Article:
This was an important point, especially for Failbetter, but also for Inkle; both companies brought in freelancers to help write their games, and while Jayanth for 80 Days played a very central role, Sunless Sea had fully 30% of its islands written by freelancers. But when those freelancers don’t have to worry about maintaining absolute consistency with an already established story, they can produce much more interesting work.

“The Fallen London universe is big, sprawling and complex in the way that only worlds built by thoroughgoing nerds are complex.” Kennedy continues. “By isolating stories on different islands, we allowed our freelancers much more liberty to experiment, to add new odd lore, and above all to use a voice that was very different from our well-established house voice. The polyphony of different voices - I think – really added to the sense of exploring foreign spaces in Sunless Sea, and gave us a range and breadth of perspectives that would have been impossible if we’d had to squeeze everyone into the same approach.

The benefits of the approach extend past release, too, as both games have proven. Taken today, 80 Days and Sunless Sea are far more expansive than they were when they originally launched. In the case of the former, each new platform (Android and PC), gave the team at Inkle a good excuse to add a big chunk of new locations and stories, each more outlandish and unique than the last.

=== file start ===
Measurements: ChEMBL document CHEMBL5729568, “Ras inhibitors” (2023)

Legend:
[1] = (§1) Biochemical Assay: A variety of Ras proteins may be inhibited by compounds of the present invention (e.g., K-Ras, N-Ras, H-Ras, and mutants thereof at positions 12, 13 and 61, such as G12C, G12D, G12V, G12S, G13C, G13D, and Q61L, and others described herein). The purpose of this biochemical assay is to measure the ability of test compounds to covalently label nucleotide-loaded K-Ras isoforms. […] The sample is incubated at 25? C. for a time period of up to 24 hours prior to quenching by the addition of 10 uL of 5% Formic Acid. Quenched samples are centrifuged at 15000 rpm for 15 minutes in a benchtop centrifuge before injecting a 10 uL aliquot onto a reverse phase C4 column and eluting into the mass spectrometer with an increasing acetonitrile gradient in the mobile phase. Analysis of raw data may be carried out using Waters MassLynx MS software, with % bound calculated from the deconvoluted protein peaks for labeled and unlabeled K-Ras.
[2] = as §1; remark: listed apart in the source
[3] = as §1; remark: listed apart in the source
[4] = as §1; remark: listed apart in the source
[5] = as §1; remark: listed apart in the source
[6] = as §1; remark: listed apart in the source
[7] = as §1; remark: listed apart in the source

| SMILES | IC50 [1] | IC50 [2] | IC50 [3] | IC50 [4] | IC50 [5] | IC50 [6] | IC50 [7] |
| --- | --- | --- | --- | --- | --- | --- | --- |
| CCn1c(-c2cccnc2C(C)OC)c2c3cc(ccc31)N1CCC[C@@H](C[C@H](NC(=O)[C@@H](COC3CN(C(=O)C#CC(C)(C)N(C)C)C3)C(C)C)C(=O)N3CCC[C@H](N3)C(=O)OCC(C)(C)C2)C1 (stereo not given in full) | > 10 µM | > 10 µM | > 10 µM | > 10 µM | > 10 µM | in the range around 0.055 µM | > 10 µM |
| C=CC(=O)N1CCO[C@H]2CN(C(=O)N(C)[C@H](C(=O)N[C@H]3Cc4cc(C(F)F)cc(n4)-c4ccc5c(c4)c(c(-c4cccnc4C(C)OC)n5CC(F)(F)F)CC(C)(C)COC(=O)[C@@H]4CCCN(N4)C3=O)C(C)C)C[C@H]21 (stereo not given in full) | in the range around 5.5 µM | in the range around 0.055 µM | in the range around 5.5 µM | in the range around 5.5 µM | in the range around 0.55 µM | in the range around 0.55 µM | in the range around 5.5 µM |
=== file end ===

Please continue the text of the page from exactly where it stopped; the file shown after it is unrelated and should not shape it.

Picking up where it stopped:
“The post-release updates were an unexpected benefit, and not something we had planned for in earnest.” Ingold tells me. “But when we came to do it, it was just like continuing our development process from where we left off. It’s been particularly satisfying to weave extended new storylines into the existing framework, such as the jewel thief plot that, once activated, follows you around the world wherever you go.”

Similarly, Sunless Sea has been receiving regular new geography to its eponymous body of water, but despite the already well-established lore that they created with their browser based Fallen London, writing a new island didn’t require an absurd amount of research; instead they just had to reacquaint themselves with one element, and then the isolation of the sea did the rest.

None of this is to say that modular storytelling is a cure-all for games’ narrative woes. It’s difficult to argue that having isolated vignettes is more emotionally rewarding than wholly bespoke cinematic experiences, but that is also not to say that they can’t deliver a satisfying narrative arc. Both 80 Days and Sunless Sea have created their own ways of delivering that arc, and they’ve both managed it, with varying degrees of success.

“The level of drama [is] proportional to longitude.” Ingold tells me. “So the soup is too hot in Europe, the soup is on fire in India, and the soup is talking to you about your death in South America.” This, combined with the natural drama that comes out of dwindling resources and health states, means that on the average trip in 80 Days, you’re running out of money and time by the time you’ve crossed the Pacific. That the stories themselves then escalate in drama and stakes means that the final leg of your journey should feel like a third act, so to speak.